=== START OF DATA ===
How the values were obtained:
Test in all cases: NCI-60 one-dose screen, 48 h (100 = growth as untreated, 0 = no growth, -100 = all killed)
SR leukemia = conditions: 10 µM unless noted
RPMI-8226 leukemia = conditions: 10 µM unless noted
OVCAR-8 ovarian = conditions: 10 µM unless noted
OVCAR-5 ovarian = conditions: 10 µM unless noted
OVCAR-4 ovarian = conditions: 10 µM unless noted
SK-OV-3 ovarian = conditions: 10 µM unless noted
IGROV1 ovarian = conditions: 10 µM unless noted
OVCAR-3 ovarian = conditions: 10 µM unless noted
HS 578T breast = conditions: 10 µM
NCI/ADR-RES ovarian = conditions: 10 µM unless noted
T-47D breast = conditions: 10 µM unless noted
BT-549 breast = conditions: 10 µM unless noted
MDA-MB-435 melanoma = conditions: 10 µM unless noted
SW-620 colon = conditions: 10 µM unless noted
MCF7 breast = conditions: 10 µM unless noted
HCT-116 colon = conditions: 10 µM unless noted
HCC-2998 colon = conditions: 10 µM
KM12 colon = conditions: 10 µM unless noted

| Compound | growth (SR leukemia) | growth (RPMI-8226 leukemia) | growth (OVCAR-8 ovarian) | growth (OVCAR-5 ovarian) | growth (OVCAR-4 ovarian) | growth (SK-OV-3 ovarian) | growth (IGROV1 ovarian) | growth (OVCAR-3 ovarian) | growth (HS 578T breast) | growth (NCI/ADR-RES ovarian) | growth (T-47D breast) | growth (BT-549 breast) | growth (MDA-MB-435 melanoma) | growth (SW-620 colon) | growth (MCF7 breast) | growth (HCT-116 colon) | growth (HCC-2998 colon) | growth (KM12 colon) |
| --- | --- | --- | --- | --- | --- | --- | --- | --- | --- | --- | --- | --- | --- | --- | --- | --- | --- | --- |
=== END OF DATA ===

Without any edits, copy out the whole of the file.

How the values were obtained:
Test in all cases: NCI-60 one-dose screen, 48 h (100 = growth as untreated, 0 = no growth, -100 = all killed)
SR leukemia = conditions: 10 µM unless noted
RPMI-8226 leukemia = conditions: 10 µM unless noted
OVCAR-8 ovarian = conditions: 10 µM unless noted
OVCAR-5 ovarian = conditions: 10 µM unless noted
OVCAR-4 ovarian = conditions: 10 µM unless noted
SK-OV-3 ovarian = conditions: 10 µM unless noted
IGROV1 ovarian = conditions: 10 µM unless noted
OVCAR-3 ovarian = conditions: 10 µM unless noted
HS 578T breast = conditions: 10 µM
NCI/ADR-RES ovarian = conditions: 10 µM unless noted
T-47D breast = conditions: 10 µM unless noted
BT-549 breast = conditions: 10 µM unless noted
MDA-MB-435 melanoma = conditions: 10 µM unless noted
SW-620 colon = conditions: 10 µM unless noted
MCF7 breast = conditions: 10 µM unless noted
HCT-116 colon = conditions: 10 µM unless noted
HCC-2998 colon = conditions: 10 µM
KM12 colon = conditions: 10 µM unless noted

| Compound | growth (SR leukemia) | growth (RPMI-8226 leukemia) | growth (OVCAR-8 ovarian) | growth (OVCAR-5 ovarian) | growth (OVCAR-4 ovarian) | growth (SK-OV-3 ovarian) | growth (IGROV1 ovarian) | growth (OVCAR-3 ovarian) | growth (HS 578T breast) | growth (NCI/ADR-RES ovarian) | growth (T-47D breast) | growth (BT-549 breast) | growth (MDA-MB-435 melanoma) | growth (SW-620 colon) | growth (MCF7 breast) | growth (HCT-116 colon) | growth (HCC-2998 colon) | growth (KM12 colon) |
| --- | --- | --- | --- | --- | --- | --- | --- | --- | --- | --- | --- | --- | --- | --- | --- | --- | --- | --- |